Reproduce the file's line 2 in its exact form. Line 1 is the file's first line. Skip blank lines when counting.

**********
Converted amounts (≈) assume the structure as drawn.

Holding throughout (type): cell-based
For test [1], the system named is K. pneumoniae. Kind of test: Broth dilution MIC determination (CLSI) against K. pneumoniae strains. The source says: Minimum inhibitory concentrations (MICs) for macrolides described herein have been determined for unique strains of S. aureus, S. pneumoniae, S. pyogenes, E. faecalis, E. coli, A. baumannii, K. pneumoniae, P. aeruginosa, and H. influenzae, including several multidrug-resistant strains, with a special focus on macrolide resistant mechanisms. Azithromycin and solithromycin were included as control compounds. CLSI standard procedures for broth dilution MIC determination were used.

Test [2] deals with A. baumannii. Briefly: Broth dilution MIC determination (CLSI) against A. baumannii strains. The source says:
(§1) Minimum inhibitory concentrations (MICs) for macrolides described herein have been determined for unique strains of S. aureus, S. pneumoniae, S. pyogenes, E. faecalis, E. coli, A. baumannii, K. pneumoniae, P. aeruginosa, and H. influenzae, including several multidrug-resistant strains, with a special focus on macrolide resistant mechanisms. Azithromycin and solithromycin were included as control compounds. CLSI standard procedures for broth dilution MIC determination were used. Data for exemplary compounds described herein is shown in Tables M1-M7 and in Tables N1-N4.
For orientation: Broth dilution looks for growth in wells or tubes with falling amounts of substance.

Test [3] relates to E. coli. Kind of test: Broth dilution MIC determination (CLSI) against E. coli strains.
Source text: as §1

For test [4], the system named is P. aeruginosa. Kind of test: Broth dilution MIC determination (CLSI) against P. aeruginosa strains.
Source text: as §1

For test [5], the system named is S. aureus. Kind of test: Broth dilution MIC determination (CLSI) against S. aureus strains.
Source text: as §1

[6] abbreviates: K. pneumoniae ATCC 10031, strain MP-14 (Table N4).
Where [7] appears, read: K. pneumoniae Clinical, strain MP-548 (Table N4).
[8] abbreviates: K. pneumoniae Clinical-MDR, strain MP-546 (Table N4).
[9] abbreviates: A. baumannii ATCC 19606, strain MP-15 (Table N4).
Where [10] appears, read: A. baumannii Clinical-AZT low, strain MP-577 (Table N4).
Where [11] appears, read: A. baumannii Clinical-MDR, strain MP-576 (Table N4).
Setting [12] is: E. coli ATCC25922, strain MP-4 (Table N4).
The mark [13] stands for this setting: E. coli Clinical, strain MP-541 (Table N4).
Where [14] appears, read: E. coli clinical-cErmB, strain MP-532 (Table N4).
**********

Holding throughout (type): cell-based